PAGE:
The Committee for Medicinal Products for Human Use (CHMP) at the European Medicines Agency (EMA) has started the third rolling review process, the evaluation of successive data submissions to speed up the marketing authorisation procedure, for a vaccine against COVID-19 for Europe.
The vaccine is Ad26.COV2.S, a COVID-19 vaccine from Janssen-Cilag International N.V.
The entire evaluation process of the European Medicines Agency (EMA) until a medicinal product is authorised for the European market usually takes much longer than one year. During this process, the safety, quality and efficacy of a vaccine are checked. Now, a third COVID-19 vaccine candidate is undergoing the rolling review process, which is designed to speed up the process of getting a COVID-19 vaccine candidate authorised. For example, the evaluation of pharmaceutical and non-clinical development data packages can be started before the full clinical data for the formal marketing authorisation application are available.
The decision of the Committee for Medicinal Products for Human Use (CHMP) to start the ongoing review of Ad26.COV2.S is based on preliminary results of laboratory studies and early clinical trials in adults. These studies suggest that the vaccine triggers the production of antibodies and immune cells directed against the SARS CoV2 corona virus.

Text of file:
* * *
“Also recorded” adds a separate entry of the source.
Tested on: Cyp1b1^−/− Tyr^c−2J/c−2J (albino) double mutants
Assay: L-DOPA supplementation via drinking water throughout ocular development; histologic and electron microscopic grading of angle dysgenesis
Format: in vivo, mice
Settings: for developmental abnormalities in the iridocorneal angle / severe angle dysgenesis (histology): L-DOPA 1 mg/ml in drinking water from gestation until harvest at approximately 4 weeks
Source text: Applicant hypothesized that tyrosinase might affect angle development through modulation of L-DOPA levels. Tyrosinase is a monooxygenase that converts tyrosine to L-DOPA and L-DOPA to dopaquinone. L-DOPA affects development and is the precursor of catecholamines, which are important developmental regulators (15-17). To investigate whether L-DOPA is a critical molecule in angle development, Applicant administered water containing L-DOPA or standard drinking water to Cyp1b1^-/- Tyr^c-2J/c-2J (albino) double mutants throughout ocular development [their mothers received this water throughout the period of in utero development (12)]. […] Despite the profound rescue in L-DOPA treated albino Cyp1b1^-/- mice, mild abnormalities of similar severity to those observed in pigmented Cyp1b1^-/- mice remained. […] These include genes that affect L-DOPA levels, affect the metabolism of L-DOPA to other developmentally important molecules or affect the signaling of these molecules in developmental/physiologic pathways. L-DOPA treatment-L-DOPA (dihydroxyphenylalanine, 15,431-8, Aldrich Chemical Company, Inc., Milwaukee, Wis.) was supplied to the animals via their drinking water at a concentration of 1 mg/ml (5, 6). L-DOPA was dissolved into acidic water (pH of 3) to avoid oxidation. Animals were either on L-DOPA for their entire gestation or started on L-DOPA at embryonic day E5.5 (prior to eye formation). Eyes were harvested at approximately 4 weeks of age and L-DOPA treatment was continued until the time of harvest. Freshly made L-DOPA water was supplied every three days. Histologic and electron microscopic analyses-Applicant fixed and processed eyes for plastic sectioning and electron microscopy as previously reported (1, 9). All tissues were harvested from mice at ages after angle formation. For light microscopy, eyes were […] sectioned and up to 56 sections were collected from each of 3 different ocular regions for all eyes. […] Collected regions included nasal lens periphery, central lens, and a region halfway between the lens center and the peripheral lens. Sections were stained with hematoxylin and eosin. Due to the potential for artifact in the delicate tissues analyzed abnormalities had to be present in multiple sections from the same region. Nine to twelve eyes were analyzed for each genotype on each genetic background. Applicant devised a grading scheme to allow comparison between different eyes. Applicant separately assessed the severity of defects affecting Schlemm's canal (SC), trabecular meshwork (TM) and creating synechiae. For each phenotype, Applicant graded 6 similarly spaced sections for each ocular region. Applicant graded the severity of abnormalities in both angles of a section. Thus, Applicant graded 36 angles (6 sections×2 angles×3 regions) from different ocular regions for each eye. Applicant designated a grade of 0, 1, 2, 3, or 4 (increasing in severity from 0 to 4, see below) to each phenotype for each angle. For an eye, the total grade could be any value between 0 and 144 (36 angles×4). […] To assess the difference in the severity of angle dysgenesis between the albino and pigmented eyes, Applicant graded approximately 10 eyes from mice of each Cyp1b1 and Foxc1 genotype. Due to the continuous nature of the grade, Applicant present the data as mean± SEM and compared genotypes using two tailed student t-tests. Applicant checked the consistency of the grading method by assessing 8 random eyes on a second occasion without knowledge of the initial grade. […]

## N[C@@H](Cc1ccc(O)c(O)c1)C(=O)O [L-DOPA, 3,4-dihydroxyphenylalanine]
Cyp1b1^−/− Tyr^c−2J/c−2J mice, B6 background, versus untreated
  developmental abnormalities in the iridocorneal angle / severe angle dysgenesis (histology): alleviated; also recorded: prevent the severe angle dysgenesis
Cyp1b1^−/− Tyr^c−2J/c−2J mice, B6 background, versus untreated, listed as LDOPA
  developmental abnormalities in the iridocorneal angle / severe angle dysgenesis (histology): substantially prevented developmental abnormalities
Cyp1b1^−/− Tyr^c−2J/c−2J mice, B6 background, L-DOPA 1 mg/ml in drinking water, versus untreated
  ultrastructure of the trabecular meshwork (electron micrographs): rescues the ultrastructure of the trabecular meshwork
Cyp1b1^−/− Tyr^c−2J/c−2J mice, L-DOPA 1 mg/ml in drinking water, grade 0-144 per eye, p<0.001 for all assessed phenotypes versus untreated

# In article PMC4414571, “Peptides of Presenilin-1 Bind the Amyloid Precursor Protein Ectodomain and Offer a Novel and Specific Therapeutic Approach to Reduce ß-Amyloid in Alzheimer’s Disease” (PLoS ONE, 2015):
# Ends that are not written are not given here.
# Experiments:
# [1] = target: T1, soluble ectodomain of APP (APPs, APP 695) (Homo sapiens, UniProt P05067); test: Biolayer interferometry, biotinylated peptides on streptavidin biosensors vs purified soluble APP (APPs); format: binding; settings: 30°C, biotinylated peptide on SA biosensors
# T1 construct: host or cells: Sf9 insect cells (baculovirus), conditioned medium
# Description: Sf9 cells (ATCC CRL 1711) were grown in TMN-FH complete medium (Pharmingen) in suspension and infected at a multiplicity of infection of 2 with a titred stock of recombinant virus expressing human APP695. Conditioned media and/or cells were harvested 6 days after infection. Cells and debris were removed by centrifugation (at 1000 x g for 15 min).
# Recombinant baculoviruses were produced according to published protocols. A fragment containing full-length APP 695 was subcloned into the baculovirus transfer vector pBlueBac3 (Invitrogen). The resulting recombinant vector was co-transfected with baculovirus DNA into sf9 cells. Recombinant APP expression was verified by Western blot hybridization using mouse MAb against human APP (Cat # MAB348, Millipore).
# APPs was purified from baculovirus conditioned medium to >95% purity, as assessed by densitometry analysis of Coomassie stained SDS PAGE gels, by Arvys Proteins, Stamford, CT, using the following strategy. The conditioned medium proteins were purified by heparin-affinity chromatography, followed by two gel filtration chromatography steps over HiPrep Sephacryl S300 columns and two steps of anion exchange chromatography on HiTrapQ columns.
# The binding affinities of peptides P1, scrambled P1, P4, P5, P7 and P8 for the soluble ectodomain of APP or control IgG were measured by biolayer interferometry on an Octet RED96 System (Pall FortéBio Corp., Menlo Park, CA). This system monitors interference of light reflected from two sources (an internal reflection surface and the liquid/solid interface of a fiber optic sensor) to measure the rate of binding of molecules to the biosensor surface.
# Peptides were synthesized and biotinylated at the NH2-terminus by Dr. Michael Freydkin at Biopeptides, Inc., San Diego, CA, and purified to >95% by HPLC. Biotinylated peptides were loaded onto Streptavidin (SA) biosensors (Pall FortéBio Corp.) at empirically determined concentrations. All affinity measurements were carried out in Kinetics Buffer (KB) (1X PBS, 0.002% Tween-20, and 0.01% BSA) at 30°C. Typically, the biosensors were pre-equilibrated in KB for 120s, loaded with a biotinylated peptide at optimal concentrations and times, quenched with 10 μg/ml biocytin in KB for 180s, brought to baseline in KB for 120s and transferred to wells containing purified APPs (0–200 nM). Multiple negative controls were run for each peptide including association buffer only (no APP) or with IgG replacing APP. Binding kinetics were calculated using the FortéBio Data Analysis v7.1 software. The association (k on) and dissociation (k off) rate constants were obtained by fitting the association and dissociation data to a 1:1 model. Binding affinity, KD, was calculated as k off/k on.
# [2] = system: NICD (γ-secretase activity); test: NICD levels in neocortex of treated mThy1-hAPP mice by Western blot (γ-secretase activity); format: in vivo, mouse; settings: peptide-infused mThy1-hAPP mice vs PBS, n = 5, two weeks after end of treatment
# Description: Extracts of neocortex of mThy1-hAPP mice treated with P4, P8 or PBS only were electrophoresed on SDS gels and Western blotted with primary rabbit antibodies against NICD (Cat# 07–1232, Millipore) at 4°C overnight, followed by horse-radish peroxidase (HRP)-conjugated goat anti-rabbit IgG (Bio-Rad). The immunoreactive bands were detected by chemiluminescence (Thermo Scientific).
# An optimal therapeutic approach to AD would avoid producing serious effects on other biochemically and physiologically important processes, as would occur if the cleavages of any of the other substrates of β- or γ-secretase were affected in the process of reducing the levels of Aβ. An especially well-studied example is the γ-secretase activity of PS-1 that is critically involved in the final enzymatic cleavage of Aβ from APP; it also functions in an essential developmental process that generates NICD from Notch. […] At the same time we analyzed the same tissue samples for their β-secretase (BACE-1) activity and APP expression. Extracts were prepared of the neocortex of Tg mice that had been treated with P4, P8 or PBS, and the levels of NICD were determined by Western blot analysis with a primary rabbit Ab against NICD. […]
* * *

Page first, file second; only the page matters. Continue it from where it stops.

The company is currently conducting human studies to assess safety, immunogenicity (how well the vaccine triggers a response against the virus) and efficacy. As soon as the data from these and other clinical trials become available, the CHMP’s scientific experts at the EMA will evaluate them. The continuous review will continue until sufficient data are available to formally apply for marketing authorisation.
Background and effectiveness of Ad26.COV2.S
Like other vaccines, Ad26.COV2.S is designed to prepare the body to defend itself against infection. Ad26.COV2.S is a vector vaccine: an adenovirus (harmless cold virus) contains genetic instructions for a protein called spike protein (S), which is present on the surface of the SARS CoV2 corona virus. When a person is given this vaccine, their cells read the genetic instructions and produce the spike protein.
The immune system will then treat this protein as foreign and produce natural defences – antibodies and T cells – against it. When the vaccinated person later comes into contact with SARS-CoV-2, the immune system recognises the virus and is ready to attack it. The antibodies and immune cells can work together to kill the virus and prevent it from entering the body cells. Infected cells can also be destroyed. All this can help protect against COVID-19.
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